- By channelling their giving back through WATS Ltd, the Trusts can avoid disclosures that would normally be required in their audited financial statements;
- All of The Trusts’ giving back is setup so it can be accounted for as operational expenses and not grants. From a financial reporting (and probably a tax perspective), the entire giving back programme is classified as advertising and sponsorship.
But why wouldn’t they want to publish a list of grants? The Trusts enjoy a great deal of public goodwill arising from confusion between ‘The Trusts‘ and ‘The Trusts Community Foundation‘. Most people don’t distinguish between these two organisations and The Trusts get the credit for ALL of the grants. If The Trusts published lists, it would be much clearer what they actually give back. The confusion is valuable… The Trusts Community Foundation distributed $12 million in 2017/18 and that’s an awful lot of PR to give up.
Things The Trusts might be hiding from us
We’ve requested information from The Trusts to assess if anything untoward is going on. The Trusts haven’t given us any useful information and, while we’re waiting for the Ombudsman to sort it all out, we can only speculate.
To be clear, we are not accusing The Trusts of doing anything illegal. We have no evidence to suggest that they are doing anything dodgy. But we can’t tell if something stinks or not because they won’t provide any information to clarify.
Burying head office costs
WATS Ltd buys supplies and on sells them to the licensing trusts (including the booze). The transfer price policy (i.e. what price the licensing trust pays WATS Ltd) dictates how much of the head office costs are ‘baked into’ the cost of goods and how much appears as an expense. The effect of this is to move costs in the published accounts between the ‘cost of goods’ line and ‘administration expenses’ line. This means that things like travel and entertainment expenses (e.g. long lunches) could be reported (i.e. hidden) in the purchase price of their goods.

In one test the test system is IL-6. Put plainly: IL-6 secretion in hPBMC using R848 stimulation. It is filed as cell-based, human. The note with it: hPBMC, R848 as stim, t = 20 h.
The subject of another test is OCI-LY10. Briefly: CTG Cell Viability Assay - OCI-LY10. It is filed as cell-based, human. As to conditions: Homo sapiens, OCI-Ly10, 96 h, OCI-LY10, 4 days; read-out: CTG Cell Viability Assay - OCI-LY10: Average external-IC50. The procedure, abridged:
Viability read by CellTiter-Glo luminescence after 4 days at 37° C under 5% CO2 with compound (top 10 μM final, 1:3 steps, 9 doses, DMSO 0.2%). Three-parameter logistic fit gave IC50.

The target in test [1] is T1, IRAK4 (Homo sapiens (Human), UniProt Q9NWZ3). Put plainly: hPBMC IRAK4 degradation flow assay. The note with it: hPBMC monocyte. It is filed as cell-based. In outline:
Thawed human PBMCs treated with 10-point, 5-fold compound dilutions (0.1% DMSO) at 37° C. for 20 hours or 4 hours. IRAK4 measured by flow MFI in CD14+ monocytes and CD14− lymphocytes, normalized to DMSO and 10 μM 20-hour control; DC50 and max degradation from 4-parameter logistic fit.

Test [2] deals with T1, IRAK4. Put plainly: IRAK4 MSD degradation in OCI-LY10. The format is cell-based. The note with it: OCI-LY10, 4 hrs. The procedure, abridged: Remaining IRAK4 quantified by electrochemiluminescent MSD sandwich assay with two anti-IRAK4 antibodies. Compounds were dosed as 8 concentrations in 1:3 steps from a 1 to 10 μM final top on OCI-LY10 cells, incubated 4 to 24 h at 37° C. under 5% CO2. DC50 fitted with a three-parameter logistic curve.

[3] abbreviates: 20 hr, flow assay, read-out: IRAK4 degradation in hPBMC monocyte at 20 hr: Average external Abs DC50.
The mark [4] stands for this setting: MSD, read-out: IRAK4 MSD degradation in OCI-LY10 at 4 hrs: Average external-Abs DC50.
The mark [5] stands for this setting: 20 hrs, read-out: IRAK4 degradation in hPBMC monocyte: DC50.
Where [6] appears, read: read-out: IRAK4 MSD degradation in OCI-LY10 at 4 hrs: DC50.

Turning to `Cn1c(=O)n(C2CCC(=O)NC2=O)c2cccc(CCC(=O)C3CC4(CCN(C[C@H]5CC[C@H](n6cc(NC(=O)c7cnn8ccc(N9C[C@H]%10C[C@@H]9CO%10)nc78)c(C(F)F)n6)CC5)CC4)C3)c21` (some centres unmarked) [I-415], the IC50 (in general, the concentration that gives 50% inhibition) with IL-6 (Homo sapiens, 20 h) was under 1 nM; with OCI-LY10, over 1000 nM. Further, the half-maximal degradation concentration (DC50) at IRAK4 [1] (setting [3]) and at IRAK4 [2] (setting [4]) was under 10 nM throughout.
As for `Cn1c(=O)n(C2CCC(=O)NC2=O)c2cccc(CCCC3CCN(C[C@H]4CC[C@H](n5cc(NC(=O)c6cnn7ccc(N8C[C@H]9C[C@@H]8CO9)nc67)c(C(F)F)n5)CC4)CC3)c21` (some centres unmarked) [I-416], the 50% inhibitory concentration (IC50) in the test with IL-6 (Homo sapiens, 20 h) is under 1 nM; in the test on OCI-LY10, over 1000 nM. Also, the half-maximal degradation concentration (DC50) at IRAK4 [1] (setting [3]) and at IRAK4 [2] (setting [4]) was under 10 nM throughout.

It’s not just the price they charge themselves for the booze though, they also have a good amount of discretion about other charges between the licensing trusts and WATS Ltd. For example the Portage Licensing Trust receives rents from WATS Ltd each year – presumably for use of their head office and warehouse. Their head office site is currently valued at $12,350,000 and the rents paid by WATS Ltd for the last 3 years were $94,000, $92,000 and $25,000. There’s also a service station and a West Liquor on that site but it does look like WATS has a pretty sweet deal there (imagine renting a house worth $12 million for just $500 a week!). If PLT were to charge a higher rent this would increase the administration costs in the published accounts; probably not something The Trusts want. Not surprising then that PLT charges a very low rent indeed.
Hiding rebates from suppliers